Updated Jul 23, 2021



Modals are used to present critical information or prompt the user for input

What are modals?

Modals, or dialogs, are stopping points in a user experience that intentionally introduce friction. They are disruptive by design. The purpose of a modal should be clear to the user as soon as it is presented, and a path to completion should be obvious.

Example Modal

Example of a destructive confirmation modal
Example of a destructive confirmation modal

When to use modals?

Because of their intrusive nature, modals should only be used in a few situations:

  • Use to present critical information
  • Use to prompt the user for information
  • Use to confirm a decision for potentially destructive or irreversible actions

Best Practices

Modals should always be expected

Opening a modal should always be initiated by clicking a button. A modal should be expected by a user through a user-triggered action and should never open unprompted.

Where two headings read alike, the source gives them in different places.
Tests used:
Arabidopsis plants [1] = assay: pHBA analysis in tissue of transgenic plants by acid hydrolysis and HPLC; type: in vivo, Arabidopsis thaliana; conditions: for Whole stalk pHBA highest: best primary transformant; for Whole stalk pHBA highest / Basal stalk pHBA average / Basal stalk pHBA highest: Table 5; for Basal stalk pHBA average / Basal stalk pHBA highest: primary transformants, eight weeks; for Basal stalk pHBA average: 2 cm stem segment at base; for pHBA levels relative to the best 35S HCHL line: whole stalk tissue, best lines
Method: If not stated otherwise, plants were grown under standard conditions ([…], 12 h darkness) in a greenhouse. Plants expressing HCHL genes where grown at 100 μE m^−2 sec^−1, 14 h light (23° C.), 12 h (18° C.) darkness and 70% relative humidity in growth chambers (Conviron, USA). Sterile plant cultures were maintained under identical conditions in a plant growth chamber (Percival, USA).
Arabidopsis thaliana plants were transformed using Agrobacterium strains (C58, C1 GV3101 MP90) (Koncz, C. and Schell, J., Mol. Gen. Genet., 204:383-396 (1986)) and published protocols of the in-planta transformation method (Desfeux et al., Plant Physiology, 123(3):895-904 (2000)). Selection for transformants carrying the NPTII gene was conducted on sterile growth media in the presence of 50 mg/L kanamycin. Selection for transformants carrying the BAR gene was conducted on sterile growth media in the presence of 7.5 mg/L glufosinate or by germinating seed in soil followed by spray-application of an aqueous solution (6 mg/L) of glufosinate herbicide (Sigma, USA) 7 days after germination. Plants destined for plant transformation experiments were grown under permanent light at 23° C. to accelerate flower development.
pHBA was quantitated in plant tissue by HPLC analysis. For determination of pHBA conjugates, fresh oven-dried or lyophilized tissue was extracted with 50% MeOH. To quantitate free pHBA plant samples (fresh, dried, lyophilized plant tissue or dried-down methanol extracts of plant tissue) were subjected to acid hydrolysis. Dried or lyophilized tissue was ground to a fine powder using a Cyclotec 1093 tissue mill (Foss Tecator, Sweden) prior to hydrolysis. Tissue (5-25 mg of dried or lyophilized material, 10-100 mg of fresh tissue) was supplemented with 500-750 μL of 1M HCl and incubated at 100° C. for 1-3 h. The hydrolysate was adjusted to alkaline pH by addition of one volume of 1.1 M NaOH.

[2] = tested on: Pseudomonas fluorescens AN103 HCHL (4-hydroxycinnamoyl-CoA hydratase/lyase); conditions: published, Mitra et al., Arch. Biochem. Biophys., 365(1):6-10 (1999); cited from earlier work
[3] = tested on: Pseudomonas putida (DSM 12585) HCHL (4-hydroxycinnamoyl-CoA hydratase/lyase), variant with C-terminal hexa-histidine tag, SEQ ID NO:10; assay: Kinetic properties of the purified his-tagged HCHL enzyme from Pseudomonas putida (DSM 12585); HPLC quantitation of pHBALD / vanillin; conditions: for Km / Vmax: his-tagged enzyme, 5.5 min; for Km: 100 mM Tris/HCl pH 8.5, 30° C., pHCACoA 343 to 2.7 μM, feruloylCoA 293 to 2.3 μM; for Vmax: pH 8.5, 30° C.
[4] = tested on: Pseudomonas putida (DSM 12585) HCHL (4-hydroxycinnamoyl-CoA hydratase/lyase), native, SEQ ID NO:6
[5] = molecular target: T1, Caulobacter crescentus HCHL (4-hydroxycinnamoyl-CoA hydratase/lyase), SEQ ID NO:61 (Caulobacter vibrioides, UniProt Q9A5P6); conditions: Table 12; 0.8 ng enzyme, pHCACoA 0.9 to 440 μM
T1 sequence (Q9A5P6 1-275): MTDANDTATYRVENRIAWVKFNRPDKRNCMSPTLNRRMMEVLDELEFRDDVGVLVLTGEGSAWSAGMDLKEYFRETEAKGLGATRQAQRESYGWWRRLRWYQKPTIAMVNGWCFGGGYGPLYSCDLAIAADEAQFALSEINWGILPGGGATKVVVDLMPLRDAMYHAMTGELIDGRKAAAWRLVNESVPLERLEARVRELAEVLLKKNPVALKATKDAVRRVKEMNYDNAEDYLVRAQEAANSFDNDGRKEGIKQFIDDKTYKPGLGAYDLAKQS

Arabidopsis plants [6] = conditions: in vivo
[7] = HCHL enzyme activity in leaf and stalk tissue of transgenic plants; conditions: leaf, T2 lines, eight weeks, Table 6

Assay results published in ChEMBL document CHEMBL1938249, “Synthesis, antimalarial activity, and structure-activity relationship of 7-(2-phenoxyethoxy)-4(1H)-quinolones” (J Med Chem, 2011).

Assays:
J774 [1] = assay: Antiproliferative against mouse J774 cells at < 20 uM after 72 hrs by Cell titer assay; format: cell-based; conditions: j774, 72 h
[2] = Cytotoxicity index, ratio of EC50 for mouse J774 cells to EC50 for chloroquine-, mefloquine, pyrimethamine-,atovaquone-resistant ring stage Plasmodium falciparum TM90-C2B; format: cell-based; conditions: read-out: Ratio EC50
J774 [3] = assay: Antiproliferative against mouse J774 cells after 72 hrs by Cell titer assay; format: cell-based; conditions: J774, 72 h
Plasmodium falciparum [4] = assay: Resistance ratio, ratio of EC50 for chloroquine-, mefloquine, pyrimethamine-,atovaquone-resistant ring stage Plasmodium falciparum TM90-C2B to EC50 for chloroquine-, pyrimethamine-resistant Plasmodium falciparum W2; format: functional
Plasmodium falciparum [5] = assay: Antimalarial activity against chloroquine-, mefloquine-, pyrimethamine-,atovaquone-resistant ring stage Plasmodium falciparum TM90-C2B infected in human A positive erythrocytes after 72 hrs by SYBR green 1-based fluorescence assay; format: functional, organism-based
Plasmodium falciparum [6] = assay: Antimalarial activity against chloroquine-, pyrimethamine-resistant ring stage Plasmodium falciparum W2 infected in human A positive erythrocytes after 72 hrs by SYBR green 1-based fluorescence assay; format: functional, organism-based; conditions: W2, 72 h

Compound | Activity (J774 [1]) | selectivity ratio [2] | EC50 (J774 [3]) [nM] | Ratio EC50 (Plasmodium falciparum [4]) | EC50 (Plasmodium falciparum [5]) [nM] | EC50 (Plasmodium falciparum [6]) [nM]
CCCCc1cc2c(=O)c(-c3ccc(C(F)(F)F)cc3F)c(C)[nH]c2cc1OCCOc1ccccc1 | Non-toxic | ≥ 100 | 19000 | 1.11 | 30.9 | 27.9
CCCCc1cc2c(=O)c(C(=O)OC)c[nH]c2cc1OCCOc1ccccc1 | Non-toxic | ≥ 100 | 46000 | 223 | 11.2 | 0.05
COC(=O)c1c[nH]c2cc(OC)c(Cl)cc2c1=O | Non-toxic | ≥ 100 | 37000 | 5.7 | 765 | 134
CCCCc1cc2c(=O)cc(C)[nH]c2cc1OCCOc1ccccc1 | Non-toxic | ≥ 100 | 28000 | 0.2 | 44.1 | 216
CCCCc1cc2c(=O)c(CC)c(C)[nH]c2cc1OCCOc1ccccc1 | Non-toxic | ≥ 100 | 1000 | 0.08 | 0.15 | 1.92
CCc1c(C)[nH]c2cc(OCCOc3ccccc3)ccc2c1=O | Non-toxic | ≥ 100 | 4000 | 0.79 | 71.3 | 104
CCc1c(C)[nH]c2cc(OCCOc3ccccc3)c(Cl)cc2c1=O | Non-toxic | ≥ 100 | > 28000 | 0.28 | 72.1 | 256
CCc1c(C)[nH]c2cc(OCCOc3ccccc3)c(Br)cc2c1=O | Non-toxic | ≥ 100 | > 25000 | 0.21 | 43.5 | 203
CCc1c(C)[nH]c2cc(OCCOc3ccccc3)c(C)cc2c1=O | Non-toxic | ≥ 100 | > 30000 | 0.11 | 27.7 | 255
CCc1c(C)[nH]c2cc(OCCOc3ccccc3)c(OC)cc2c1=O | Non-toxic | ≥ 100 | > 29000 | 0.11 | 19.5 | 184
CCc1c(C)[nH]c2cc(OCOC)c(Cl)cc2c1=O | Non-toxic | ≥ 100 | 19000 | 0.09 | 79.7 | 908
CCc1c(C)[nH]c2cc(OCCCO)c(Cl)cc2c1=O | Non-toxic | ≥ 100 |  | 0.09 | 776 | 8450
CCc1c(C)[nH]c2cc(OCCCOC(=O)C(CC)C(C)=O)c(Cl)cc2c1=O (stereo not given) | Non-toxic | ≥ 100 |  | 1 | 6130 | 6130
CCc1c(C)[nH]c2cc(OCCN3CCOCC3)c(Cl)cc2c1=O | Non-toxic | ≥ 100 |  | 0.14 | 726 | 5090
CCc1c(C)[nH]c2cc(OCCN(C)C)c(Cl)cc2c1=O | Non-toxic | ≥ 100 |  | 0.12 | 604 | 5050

Modals should be used sparingly

Modals are disruptive and cause friction. Only use them when intentionally disrupting a user flow or experience. Modals can annoy the user if they are used too frequently.

Modals should be focused

Within a modal, content length should be short and concise so as to fit within the browser’s viewport. Never use a modal to display a large amount of information or data. Modals should be simple to complete or dismiss and have a clear call to action.



When a modal is opened, focus should be placed on the modal’s container. Focus should also be trapped to the modal’s contents. The underlying page should be unfocusable and unreachable through keyboard navigation.

Dismissing Modals

A modal should be closed when the following happens:

  • The ESC key is pressed
  • The Cancel button in the modal’s footer is pressed
  • The X in the modal’s header is pressed
  • Clicking anywhere outside the modal’s container